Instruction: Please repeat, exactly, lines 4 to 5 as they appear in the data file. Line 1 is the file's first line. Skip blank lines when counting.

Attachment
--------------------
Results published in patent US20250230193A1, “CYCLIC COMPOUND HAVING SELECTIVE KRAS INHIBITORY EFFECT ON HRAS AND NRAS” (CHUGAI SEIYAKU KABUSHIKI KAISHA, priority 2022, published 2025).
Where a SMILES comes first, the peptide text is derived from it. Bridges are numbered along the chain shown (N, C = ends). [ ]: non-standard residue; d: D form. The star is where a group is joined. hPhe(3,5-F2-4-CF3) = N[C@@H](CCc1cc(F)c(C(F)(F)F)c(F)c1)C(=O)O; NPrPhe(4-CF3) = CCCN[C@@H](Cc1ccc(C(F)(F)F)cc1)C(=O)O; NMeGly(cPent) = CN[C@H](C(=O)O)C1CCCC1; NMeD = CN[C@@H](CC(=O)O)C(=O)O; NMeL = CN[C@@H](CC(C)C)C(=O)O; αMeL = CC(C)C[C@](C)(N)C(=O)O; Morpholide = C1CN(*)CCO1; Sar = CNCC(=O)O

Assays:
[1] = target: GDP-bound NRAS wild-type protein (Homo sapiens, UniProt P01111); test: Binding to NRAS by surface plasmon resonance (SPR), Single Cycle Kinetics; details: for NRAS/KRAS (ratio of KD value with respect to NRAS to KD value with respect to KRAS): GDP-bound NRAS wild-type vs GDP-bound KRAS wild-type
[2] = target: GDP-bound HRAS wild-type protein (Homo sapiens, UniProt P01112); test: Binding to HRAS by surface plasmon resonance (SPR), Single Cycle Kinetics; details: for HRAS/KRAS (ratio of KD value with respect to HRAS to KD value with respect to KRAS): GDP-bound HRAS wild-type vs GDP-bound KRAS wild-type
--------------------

[1] = target: GDP-bound NRAS wild-type protein (Homo sapiens, UniProt P01111); test: Binding to NRAS by surface plasmon resonance (SPR), Single Cycle Kinetics; details: for NRAS/KRAS (ratio of KD value with respect to NRAS to KD value with respect to KRAS): GDP-bound NRAS wild-type vs GDP-bound KRAS wild-type
[2] = target: GDP-bound HRAS wild-type protein (Homo sapiens, UniProt P01112); test: Binding to HRAS by surface plasmon resonance (SPR), Single Cycle Kinetics; details: for HRAS/KRAS (ratio of KD value with respect to HRAS to KD value with respect to KRAS): GDP-bound HRAS wild-type vs GDP-bound KRAS wild-type